So So Gay brings you its review of the latest episode of original drama Hit & Miss.
After last week’s explosive climax, we tune back into Hit & Miss at an uncharacteristically sweet and innocent scene where the two youngest play with their recently rediscovered uncle. However, the fantasy and frolics are interspersed with some brutal realities as Mia and Riley dispose of a body, finally bringing down the thin veneer that has kept Mia’s lives separate. Seeing John the wicked landlord get his long overdue comeuppance was a a real pleasure, but the messy work of the cleanup was sobering and surprisingly difficult to watch. The viewer is given the impression that this was a deliberate move to really hammer home the true brutality of Mia’s world and the contrast between hers and Riley’s reactions was pure poetry. It was a surprisingly tight sequence which was resolved within the first quarter of the show, but left its mark on all of the characters and kept us wondering how things would develop.
Mia for her part continues to try to tread a line between nature and nurture this week, but we were left feeling a bit disappointed. After devoting so much time to slowly breaking down the walls that separate each aspect of her life, her attempts to contain it were understandable but reeked of desperation. An emotion we would never have ascribed to Chloe Sevigny’s take on the character. Likewise the breakdown in her relationship with lover Ben and her subsequent reactions feel divorced from reality – which seems unusual after spending so much time trying to humanise her. There was a small reprieve in a rather unusual but poignant dream sequence, which saw her confronted with the faces of her victims, alongside images of her young family. It was a simple yet elegant touch which shows that no matter how hard Mia tries to run, she cant escape the truth for much longer.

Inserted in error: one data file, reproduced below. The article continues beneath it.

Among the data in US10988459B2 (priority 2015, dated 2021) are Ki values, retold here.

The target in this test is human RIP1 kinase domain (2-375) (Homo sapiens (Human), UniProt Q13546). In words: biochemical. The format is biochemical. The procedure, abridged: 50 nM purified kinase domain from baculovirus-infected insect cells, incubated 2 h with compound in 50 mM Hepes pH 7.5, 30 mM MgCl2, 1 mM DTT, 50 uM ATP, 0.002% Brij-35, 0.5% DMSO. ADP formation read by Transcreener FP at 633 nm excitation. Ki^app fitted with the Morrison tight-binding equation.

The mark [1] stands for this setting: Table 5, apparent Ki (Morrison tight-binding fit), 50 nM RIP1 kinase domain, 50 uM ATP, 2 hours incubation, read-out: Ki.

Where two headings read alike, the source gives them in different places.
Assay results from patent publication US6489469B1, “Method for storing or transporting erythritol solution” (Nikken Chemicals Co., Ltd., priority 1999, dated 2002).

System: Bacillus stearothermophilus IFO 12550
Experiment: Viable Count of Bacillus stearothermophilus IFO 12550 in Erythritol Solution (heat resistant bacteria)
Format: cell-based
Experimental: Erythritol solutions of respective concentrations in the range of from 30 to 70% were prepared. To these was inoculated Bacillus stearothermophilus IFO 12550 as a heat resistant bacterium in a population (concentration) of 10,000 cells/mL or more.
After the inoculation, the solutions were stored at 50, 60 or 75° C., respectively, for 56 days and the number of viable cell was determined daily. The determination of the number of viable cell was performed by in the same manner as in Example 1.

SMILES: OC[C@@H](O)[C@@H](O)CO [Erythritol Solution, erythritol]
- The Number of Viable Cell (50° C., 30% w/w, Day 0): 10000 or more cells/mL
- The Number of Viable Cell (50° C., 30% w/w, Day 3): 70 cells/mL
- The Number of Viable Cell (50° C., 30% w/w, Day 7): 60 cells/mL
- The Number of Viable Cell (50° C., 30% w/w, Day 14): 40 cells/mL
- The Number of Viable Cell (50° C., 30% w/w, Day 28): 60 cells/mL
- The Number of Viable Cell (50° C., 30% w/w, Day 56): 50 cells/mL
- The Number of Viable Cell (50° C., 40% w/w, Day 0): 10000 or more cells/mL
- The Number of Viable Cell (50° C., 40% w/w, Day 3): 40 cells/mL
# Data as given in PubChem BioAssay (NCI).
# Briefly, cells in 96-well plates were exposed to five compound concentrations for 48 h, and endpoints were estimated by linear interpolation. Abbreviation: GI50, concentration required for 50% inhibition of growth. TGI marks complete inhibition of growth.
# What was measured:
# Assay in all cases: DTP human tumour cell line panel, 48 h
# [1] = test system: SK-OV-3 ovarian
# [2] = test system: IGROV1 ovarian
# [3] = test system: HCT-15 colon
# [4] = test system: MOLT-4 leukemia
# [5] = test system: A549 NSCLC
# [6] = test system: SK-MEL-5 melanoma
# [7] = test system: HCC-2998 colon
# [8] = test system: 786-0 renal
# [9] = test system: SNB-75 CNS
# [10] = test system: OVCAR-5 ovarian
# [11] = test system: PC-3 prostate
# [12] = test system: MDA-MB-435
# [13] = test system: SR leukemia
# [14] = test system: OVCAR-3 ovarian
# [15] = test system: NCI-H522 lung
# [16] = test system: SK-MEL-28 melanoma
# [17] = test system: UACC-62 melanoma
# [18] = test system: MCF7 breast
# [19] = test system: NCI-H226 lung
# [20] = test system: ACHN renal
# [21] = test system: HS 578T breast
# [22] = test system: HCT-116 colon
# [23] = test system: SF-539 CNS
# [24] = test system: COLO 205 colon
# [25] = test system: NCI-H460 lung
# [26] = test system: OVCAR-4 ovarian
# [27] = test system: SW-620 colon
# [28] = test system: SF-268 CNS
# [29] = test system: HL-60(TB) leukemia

The rest of the family are blissfully unaware of the murder which lead to a fascinating counter-balance to the secrecy that is now in operation. Riley is also beginning to suffer from something akin to PTSD and is unable to see past her guilt and accept her part in a murder. Then there is the matter of Ben, whose desire for a normal sex sees him in the arms of another woman. Though we cannot deny that seeing a very nearly naked Jonas Armstrong was a guilty pleasure, we were more captivated by his guilt and melancholy after the fact. It shows that whatever the reality may be, he is falling for Mia and the shock from the fact that she was born a different gender seems to be wearing off at last. The rest of the family seem to meander through the episode this week which saw very little input from the rest of them. There were one or two moments from them which made us chuckle but for the most part the central secret murder dominated the shows runtime.
This was actually the first episode where we did not have to bear the brunt of the dreaded prosthetic, though there were a couple of teasing near misses. There were, however, plenty of other visual treats – including Mia’s latest target which was carried out in true Mia fashion, both quick and with an elegance that left a striking image. There was also a surprising moment where Mia ended up helping John’s wife bring their child into the world. It was cathartic to see, and we felt an almost palpable change in the air around her after the birth.
It was a good episode, which felt like more of an ensemble piece rather than relying on Sevigny to shoulder all of the action. It was brutal yet loving, and as a penultimate episode it leaves just a mild hint of something big to come next week. Hopefully it wont be the return of that blasted prosthetic.